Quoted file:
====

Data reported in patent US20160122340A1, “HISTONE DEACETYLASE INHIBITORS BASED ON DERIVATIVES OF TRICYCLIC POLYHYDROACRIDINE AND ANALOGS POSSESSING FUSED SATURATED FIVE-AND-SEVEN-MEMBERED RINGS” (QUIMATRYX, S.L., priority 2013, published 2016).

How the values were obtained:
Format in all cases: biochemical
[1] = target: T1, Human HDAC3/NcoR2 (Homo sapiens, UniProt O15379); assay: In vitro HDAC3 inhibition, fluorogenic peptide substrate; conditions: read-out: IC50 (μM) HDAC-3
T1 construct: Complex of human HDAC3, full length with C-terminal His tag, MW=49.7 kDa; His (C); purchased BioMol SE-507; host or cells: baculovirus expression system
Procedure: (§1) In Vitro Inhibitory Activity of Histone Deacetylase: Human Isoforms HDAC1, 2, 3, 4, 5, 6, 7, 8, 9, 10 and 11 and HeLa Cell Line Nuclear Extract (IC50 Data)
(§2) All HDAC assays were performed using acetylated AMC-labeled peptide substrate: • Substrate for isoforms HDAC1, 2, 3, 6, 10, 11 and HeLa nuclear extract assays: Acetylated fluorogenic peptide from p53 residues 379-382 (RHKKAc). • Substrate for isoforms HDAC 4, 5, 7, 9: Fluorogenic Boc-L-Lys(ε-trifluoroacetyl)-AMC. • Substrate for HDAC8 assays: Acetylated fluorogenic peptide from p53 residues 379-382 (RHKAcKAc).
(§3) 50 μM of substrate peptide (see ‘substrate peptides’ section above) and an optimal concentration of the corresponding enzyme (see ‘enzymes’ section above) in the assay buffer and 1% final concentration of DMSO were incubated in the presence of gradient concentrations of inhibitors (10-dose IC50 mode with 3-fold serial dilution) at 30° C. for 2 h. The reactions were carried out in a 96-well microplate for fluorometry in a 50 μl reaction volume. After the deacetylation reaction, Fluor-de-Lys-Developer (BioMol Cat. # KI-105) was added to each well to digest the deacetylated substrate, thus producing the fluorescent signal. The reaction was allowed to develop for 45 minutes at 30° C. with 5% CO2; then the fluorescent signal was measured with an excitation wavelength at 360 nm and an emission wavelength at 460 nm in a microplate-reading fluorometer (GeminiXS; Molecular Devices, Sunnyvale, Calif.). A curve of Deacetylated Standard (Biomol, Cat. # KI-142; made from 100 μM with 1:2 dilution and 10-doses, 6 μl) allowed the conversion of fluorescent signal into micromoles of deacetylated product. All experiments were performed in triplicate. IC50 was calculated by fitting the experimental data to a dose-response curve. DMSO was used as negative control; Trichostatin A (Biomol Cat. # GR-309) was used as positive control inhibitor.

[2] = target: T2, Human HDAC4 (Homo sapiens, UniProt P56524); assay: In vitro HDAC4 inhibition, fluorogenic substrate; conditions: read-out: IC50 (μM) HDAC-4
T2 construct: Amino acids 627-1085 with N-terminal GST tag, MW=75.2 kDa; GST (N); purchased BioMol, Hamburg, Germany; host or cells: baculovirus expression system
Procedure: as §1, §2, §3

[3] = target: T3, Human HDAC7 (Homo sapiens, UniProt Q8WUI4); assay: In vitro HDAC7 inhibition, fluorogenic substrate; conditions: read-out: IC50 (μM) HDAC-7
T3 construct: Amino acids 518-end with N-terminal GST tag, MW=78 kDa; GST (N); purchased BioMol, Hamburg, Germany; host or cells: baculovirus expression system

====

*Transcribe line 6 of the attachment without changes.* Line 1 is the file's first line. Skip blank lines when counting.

Procedure: (§1) In Vitro Inhibitory Activity of Histone Deacetylase: Human Isoforms HDAC1, 2, 3, 4, 5, 6, 7, 8, 9, 10 and 11 and HeLa Cell Line Nuclear Extract (IC50 Data)